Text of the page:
What are the challenges of caring for Barbie and Cooper?
Just over 3 months ago, both horses were in very different social settings than they are now. Barbie is no longer in a large herd; Cooper is no longer alone. The horses are acclimating to a new home, new caretakers, new sights and new sounds.
This can be a slow process for animals that are unhandled and untrained. Barbie and Cooper are not domesticated and are not used to close human contact, so their flight response to new people, objects and situation ranges from moderate to high. This is a desirable instinct for horses in the wild, but it means that our animal care team works diligently at building their trust and confidence in this new environment, reassuring them that it is safe.
Through our positive reinforcement training program, we have made progress in desensitizing Barbie and Cooper to their habitat and keepers. At present, they are shifting well between yards and will separate during mealtimes. At the Zoo, the Przewalski’s horses receive a mix of grass hay, hay cubes, and herbivore pellets. We also offer them carrots and sweet potatoes to encourage exploration of the barn's two stalls and to aid in shifting and desensitization.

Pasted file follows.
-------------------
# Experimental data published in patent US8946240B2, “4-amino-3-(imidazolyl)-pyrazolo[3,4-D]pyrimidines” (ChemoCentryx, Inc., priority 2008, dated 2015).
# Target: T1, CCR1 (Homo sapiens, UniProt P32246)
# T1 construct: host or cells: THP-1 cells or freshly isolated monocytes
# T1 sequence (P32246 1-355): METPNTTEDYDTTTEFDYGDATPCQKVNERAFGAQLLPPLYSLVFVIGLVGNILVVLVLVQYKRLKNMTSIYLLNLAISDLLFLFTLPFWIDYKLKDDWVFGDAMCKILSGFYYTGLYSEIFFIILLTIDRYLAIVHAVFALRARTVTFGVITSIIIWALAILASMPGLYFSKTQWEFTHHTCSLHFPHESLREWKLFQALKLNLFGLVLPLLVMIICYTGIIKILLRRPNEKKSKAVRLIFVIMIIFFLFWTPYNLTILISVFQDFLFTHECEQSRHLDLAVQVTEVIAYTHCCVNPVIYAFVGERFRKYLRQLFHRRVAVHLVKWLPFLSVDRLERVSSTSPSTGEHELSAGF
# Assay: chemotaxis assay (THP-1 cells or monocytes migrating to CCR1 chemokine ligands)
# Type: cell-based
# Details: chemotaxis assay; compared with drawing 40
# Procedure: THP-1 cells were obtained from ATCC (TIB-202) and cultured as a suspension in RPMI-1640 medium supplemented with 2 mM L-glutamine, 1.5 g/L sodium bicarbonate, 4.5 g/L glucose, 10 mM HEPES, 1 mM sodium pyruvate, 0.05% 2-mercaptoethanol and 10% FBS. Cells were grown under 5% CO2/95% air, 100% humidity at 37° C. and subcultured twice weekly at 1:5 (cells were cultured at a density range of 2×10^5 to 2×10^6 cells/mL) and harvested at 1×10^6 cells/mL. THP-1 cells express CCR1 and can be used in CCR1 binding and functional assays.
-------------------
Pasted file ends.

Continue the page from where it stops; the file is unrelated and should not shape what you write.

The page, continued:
Barbie seems more willing to engage with keepers for grain. I have touched Barbie's face briefly, and she has reached out on several occasions to sniff my hand. Cooper is becoming more comfortable with being closed into the barn for short periods while he eats, though he prefers to keep his distance unless I sit very still.
With routine desensitization, operant conditioning and habituation, we hope to settle the horses into their new home. Over time, we expect they will be more tractable and even seek out tactile interaction which might mimic social grooming, a natural behavior among horses. In future, we hope to be able to handle and trim their feet, give them a vaccination and weigh them on platform scales with their cooperation. At this stage in our relationship, however, both prefer not to be touched.